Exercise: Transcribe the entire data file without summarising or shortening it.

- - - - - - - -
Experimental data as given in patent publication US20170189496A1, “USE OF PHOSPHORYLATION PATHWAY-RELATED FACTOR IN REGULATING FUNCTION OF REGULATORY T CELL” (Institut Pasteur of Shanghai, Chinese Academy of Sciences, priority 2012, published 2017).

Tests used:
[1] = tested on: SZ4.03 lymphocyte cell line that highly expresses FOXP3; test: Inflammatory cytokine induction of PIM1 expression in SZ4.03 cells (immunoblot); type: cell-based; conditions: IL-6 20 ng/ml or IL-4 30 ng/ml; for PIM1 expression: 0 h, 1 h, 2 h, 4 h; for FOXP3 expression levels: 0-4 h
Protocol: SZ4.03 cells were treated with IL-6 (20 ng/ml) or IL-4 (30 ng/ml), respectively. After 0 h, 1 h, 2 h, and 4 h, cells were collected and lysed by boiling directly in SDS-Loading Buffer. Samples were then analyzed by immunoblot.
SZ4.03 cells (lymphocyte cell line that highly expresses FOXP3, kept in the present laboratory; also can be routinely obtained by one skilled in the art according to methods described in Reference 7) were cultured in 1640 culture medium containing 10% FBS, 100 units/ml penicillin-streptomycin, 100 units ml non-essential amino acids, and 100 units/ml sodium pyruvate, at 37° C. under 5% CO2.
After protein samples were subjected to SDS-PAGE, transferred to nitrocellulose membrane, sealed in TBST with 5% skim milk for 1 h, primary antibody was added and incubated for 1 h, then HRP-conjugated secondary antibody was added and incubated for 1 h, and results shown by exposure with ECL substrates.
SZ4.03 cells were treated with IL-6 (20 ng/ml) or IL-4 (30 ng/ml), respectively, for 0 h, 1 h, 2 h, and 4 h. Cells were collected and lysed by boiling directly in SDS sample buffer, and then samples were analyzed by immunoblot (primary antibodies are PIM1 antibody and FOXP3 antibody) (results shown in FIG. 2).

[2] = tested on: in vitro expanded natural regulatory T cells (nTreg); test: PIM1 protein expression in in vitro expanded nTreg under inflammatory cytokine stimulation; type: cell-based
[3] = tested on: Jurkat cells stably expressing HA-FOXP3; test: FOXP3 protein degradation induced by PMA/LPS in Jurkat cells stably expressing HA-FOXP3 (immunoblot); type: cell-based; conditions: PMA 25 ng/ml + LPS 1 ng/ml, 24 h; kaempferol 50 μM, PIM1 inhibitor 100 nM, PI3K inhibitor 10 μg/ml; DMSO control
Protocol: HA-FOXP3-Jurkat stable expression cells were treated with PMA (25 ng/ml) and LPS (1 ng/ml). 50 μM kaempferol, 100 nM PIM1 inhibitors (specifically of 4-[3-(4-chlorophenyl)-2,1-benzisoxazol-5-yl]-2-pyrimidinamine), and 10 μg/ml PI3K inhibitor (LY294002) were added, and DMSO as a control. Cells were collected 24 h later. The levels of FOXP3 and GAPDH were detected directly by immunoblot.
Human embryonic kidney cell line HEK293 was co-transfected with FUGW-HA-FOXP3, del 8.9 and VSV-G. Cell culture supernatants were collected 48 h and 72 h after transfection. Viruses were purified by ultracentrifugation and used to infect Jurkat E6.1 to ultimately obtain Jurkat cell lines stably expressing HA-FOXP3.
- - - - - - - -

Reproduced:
Experimental data as given in patent publication US20170189496A1, “USE OF PHOSPHORYLATION PATHWAY-RELATED FACTOR IN REGULATING FUNCTION OF REGULATORY T CELL” (Institut Pasteur of Shanghai, Chinese Academy of Sciences, priority 2012, published 2017).

Tests used:
[1] = tested on: SZ4.03 lymphocyte cell line that highly expresses FOXP3; test: Inflammatory cytokine induction of PIM1 expression in SZ4.03 cells (immunoblot); type: cell-based; conditions: IL-6 20 ng/ml or IL-4 30 ng/ml; for PIM1 expression: 0 h, 1 h, 2 h, 4 h; for FOXP3 expression levels: 0-4 h
Protocol: SZ4.03 cells were treated with IL-6 (20 ng/ml) or IL-4 (30 ng/ml), respectively. After 0 h, 1 h, 2 h, and 4 h, cells were collected and lysed by boiling directly in SDS-Loading Buffer. Samples were then analyzed by immunoblot.
SZ4.03 cells (lymphocyte cell line that highly expresses FOXP3, kept in the present laboratory; also can be routinely obtained by one skilled in the art according to methods described in Reference 7) were cultured in 1640 culture medium containing 10% FBS, 100 units/ml penicillin-streptomycin, 100 units ml non-essential amino acids, and 100 units/ml sodium pyruvate, at 37° C. under 5% CO2.
After protein samples were subjected to SDS-PAGE, transferred to nitrocellulose membrane, sealed in TBST with 5% skim milk for 1 h, primary antibody was added and incubated for 1 h, then HRP-conjugated secondary antibody was added and incubated for 1 h, and results shown by exposure with ECL substrates.
SZ4.03 cells were treated with IL-6 (20 ng/ml) or IL-4 (30 ng/ml), respectively, for 0 h, 1 h, 2 h, and 4 h. Cells were collected and lysed by boiling directly in SDS sample buffer, and then samples were analyzed by immunoblot (primary antibodies are PIM1 antibody and FOXP3 antibody) (results shown in FIG. 2).

[2] = tested on: in vitro expanded natural regulatory T cells (nTreg); test: PIM1 protein expression in in vitro expanded nTreg under inflammatory cytokine stimulation; type: cell-based
[3] = tested on: Jurkat cells stably expressing HA-FOXP3; test: FOXP3 protein degradation induced by PMA/LPS in Jurkat cells stably expressing HA-FOXP3 (immunoblot); type: cell-based; conditions: PMA 25 ng/ml + LPS 1 ng/ml, 24 h; kaempferol 50 μM, PIM1 inhibitor 100 nM, PI3K inhibitor 10 μg/ml; DMSO control
Protocol: HA-FOXP3-Jurkat stable expression cells were treated with PMA (25 ng/ml) and LPS (1 ng/ml). 50 μM kaempferol, 100 nM PIM1 inhibitors (specifically of 4-[3-(4-chlorophenyl)-2,1-benzisoxazol-5-yl]-2-pyrimidinamine), and 10 μg/ml PI3K inhibitor (LY294002) were added, and DMSO as a control. Cells were collected 24 h later. The levels of FOXP3 and GAPDH were detected directly by immunoblot.
Human embryonic kidney cell line HEK293 was co-transfected with FUGW-HA-FOXP3, del 8.9 and VSV-G. Cell culture supernatants were collected 48 h and 72 h after transfection. Viruses were purified by ultracentrifugation and used to infect Jurkat E6.1 to ultimately obtain Jurkat cell lines stably expressing HA-FOXP3.